tikianimator73 - I tried CS2 and CS3 with Leopard and the hard brushes look awful in both. It's running on a new 8-core Intel mac, so that might have something to do with it...?

OV! said...


i tried using cs3 on my cintiq at work and HAD to go back to cs2.
i dont know what it is about cs3, but for some reason cs2 just works better and flows better and doesnt glitch like cs3 does.
sketchbook pro is cool, but i dont use it because the lack of features. i HATE going to and fro on programs. i like to have all my tools there in front of me.

i think the opacity feature is looking good. kinda feels like when indian ink goes between really think black and wash.

i think it looks fine and im not sure what you mean when you talk about the 200% effect...?


MrSuspenders said...

If you are looking for a good pencil brush in Photoshop, I like the one Paul Lasaine came up with on his blog. http://paullasaine.blogspot.com/2008/02/photoshop-pencil-brush.html

Lee-Roy said...

I recently made a similar upgrade. MacBook Pro, Cintiq 12WX, CS3. I haven't noticed anything awful about the brushes (yet), but maybe I'm not demanding as much out of them. I've only just begun experimenting and haven't tried tweaking the brush much at all, except to turn down the flow to about 40-some percent. Not sure if that's made much of a difference, though. Also, I haven't installed the Wacom Brushes yet. Do you think that would help?

I've also heard good things about Autodesk (previously Alias) Sketchbook Pro, but I think we've got to wait for a Leopard version sometime this year. :(

Colin McGreal said...

I feel your pain. I used to draw boards manually, scan, then paint in Photoshop. But I bought a Cintiq 12" earlier this year which I've been taking on freelance jobs, forcing myself to get used to it. It's taken some time to unlock the best combo of brush settings, resolutions, etc to get as close as I can to a real sketch look. ( I use CS2 on a PC )but never is quite there. I'm still in an experimentation stage, unbeknowst to some of my clients, who just think the black tablet looks cool.

But this isn't such a problem when drawing boards for an advertising client. The instant editing and effects features I can apply for a creative director who has a sudden change ("Can you make it bigger/smaller/taller/to the right/flip it/,etc?") far outweighs any need for authentic ink or graphite look.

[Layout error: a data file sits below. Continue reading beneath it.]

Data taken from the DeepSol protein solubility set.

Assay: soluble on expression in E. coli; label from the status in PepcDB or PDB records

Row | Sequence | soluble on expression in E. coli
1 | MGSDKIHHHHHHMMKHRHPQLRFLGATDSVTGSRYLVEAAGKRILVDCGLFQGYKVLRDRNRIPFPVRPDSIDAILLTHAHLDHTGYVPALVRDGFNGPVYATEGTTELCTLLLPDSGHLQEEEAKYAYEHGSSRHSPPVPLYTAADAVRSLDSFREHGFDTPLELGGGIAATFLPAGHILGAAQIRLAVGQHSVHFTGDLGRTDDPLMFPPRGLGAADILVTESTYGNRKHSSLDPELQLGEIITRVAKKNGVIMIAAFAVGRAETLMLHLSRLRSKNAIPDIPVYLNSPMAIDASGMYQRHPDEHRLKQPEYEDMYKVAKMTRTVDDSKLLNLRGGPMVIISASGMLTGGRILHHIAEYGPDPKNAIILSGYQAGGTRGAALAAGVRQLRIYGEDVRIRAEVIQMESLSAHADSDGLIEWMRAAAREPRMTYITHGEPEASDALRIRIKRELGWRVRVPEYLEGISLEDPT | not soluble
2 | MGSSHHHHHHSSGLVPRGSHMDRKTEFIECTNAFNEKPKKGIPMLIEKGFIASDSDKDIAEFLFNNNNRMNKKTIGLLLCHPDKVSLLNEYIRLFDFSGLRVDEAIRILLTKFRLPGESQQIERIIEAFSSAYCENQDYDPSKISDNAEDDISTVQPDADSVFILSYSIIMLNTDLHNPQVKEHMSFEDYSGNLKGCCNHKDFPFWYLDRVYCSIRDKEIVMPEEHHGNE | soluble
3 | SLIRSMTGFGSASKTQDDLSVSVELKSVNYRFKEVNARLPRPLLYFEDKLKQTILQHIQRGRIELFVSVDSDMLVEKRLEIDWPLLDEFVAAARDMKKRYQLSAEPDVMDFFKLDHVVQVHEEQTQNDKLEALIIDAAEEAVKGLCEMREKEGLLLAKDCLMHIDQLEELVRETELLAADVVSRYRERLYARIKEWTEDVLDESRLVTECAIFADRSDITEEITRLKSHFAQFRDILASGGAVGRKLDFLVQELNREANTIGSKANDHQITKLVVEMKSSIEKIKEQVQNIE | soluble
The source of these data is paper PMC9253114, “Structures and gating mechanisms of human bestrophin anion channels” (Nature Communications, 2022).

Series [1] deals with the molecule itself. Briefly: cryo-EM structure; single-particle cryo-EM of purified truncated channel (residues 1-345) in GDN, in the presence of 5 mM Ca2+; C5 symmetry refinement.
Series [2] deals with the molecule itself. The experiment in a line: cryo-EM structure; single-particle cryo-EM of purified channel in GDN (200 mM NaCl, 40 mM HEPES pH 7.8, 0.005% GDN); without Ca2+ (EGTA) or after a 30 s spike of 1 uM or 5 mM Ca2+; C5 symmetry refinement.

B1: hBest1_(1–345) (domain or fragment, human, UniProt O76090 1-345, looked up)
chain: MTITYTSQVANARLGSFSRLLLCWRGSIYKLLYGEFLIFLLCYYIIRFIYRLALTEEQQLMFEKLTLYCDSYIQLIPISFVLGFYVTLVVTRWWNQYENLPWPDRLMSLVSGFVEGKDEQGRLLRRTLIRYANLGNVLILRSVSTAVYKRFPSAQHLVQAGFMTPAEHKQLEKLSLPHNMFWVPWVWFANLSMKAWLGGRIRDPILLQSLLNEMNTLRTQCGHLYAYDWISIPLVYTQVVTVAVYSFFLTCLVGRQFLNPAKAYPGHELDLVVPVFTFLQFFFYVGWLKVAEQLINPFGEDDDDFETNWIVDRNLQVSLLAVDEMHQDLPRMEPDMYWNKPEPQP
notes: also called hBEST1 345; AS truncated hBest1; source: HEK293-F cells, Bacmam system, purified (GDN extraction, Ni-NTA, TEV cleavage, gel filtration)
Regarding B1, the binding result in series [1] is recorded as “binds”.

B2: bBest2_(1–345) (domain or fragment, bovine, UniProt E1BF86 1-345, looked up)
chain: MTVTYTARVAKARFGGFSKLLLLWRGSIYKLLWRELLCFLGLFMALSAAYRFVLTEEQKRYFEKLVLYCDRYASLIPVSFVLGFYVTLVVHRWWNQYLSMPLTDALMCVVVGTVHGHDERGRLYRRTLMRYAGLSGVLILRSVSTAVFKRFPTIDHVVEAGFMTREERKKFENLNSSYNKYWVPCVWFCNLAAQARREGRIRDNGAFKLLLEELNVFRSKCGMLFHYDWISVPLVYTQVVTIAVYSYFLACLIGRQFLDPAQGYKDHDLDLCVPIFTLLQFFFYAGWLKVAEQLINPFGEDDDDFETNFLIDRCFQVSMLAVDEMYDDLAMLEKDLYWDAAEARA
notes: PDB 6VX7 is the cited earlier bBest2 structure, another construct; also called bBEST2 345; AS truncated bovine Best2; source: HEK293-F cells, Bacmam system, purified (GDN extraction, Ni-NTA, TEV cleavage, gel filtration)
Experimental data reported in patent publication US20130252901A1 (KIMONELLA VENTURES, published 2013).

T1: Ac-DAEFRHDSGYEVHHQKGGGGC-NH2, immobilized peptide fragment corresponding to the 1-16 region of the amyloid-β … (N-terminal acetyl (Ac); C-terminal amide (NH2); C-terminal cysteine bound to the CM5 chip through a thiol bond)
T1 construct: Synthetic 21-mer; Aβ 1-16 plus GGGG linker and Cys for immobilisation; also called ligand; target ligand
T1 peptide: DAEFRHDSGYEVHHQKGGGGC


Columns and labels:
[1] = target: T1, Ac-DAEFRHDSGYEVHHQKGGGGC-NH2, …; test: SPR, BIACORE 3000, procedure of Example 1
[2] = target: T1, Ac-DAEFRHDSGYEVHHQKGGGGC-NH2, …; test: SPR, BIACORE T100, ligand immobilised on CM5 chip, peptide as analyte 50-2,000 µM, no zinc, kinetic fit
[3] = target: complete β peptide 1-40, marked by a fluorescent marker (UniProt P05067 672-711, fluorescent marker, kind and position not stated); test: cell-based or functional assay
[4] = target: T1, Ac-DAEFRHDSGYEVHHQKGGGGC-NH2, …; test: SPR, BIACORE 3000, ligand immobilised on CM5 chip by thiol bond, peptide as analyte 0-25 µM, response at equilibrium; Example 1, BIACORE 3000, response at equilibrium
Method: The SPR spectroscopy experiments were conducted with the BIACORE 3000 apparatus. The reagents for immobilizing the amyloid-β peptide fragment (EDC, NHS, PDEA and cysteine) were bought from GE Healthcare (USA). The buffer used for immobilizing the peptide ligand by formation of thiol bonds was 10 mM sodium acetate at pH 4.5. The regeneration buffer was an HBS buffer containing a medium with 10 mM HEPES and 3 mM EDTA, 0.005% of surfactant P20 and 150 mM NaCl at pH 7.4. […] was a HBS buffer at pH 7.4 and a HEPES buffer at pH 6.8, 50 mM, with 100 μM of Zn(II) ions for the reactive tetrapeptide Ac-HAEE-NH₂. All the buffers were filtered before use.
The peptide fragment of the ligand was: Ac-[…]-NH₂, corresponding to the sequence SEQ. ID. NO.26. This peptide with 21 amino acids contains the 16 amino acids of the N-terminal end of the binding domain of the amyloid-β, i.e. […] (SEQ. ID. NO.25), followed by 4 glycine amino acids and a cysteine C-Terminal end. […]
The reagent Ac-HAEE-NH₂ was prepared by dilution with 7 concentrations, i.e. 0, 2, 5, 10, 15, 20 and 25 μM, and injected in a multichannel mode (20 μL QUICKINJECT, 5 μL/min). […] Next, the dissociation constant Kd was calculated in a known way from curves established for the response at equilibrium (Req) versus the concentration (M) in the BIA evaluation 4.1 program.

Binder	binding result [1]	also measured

Still, for my personal standards, your blog is helpful as I've been trolling the internet for just such articles. Usually I draw at 300 dpi to add reasonable brush stroke detail.

The other issue I have with the Cintiq is that the monitor is sooo well calibrated for color that I often have to drag the document onto my laptop to see how much it dulls down on a normal screen. It's like watching the difference between something made on a a Digital monitor that then has to conform to NTSC. It always looks better in the original.

Lee-Roy said...


I just took another look at Autodesk's web site and it looks like a version of Sketchbook Pro compatible with Mac 10.5 is now available. I'm probably going to try it out. Since my last comment, I have noticed some shaky lines while drawing in Photoshop if I'm not zoomed in to a certain level. It would be nice to avoid that and I hope Sketchbook Pro might be the answer. I'll let you know what I find!t

Lee-Roy said...

By the way, you can download a trial version of sketchbook pro here:


Lee-Roy said...

Oops! The url got chopped!

Here's that address again as a link!


Suhachi Chutchen said...

Ah, a comic fan! A nice transformation artistic skills. From the simpliest to the best. Reminds me the finest creation of animated GIF picture files. Keep up the work!

mare said...

i am such newbie
is it worth the money to buy wacom tablet ? its pricey and good excuses to tackles me to became more of creative artist ( if i could call my self an artist )

ziritt said...

I think Painter is way better that Photoshop for inking.